Monday, March 18, 2013

Progress In Solving Decades-Old Art Theft

The year was 1990. Some years earlier, a friend had given me a wonderful framed print of one of Vermeer's few extant paintings, depicting a family making music: a woman sings, accompanied by a lutenist and a harpsichordist. The significance of the scene had to be explained to me: by their dress and their surroundings, this family was of the emerging middle class in the lowlands (today's Netherlands).

In France, around the same time, only the wealthy could afford harpsichords; generally they chose large instruments (2x8', 1x4', two manuals) by the Blanchet or Taskin families, cases finished in a shellac polished so that it looked 10 feet deep, trimmed in gold foil, with an elaborate soundboard painting, often of a pastoral scene.

By comparison, the middle class of the lowlands had a musical sophistication of their own, and a harpsichord-making family, Ruckers, built astonishingly good instruments for sale to them: smaller, narrower compass (mine is from G below great C to c''' two octaves above middle C), cases painted rather than shellacked, trimmed using gold paint and raw wood, and lids papered with elaborately patterned paper on which a motto was often painted (sometimes in misspelled Latin), with or without a soundboard painting, or (in the case of my own) small painted decorations... birds, flowers, insects etc. In other words, these instruments were clearly down-class from the large French two-manual jobs, but they were of such good quality that the well-known French makers often took them apart, enlarged the soundboards, added registers and manuals, etc. to turn them into fancy French harpsichords.

Child of the (lower-) middle class that I am, I confess I prefer the smaller Flemish instruments. That is what I own; that is what I performed on for many years. And that is clearly what the family in the Vermeer painting have and are using. I love my Vermeer print, both for the art and for the reference.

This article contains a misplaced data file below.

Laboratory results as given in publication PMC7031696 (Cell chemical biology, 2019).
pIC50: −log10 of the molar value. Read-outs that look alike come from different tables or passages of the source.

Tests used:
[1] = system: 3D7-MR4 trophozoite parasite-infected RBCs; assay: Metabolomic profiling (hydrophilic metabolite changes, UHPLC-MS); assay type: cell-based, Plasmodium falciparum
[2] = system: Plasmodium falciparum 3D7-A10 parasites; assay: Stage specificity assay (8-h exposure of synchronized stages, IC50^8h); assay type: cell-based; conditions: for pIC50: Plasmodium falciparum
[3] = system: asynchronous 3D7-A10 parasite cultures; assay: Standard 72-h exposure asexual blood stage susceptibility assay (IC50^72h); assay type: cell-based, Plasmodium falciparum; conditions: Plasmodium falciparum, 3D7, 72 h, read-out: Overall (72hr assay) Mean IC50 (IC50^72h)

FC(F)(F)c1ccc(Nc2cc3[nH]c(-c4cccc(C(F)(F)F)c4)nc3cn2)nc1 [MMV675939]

Back to 1990. As Igor Bobic of TPM tells us, the original of that painting, hanging in the Isabella Stewart Gardner Museum in Boston, was stolen in broad daylight by thieves dressed as Boston policemen, and, along with other paintings of comparably high value, spirited away and sold. (One wonders: was it a "theft to order"?) While the FBI was and is on the case, the paintings are still missing almost a quarter century later. Now there are leads, and the FBI thinks it knows who the thieves are. Here's Bobic again:
“The FBI believes with a high degree of confidence that in the years after the theft, the art was transported to Connecticut and the Philadelphia region, and some of the art was taken to Philadelphia, where it was offered for sale by those responsible for the theft," Richard DesLauriers, special agent in charge of the FBI’s Boston office, said in a statement. “With that same confidence, we have identified the thieves, who are members of a criminal organization with a base in the Mid-Atlantic states and New England.”

The FBI added that while they tracked the movements of the paintings after they were sold, they are not able to establish their current locations. Thirteen works of art—including rare paintings by Rembrandt and Vermeer -- were stolen in a brazen heist involving thieves dressed as Boston police officers.
I was crestfallen at the news of the theft. Almost a quarter century later, I am still saddened. Art was taken from public view and secreted away for the private pleasure of wealthy people willing to steal it, damn them to Hell.

Will that painting be returned to public view within my lifetime? I don't know. I've often doubted it. But perhaps there is some hope now.


  1. For e there's something heinous out theft of public art. I love Vermeer and of course van Meegeren!

  2. "van Meegeren"

    Thanks for introducing me, jams; I didn't know van Meegeren. Somehow, art forgery isn't quite the crime that art theft is: there is a creative element, and if the wealthy patron appreciates the art for its own sake (rather than merely as an investment), less harm is done, even if a crime is committed. Someone as good as Vermeer deserves to be celebrated as much as Vermeer.

    When I think of art theft, I always think of Nazis after W.W.II, plundering the museums of countries they invaded and occupied. It was not enough to steal people's self-government; the bastards had to steal their creative work as well. It's a deplorable business.



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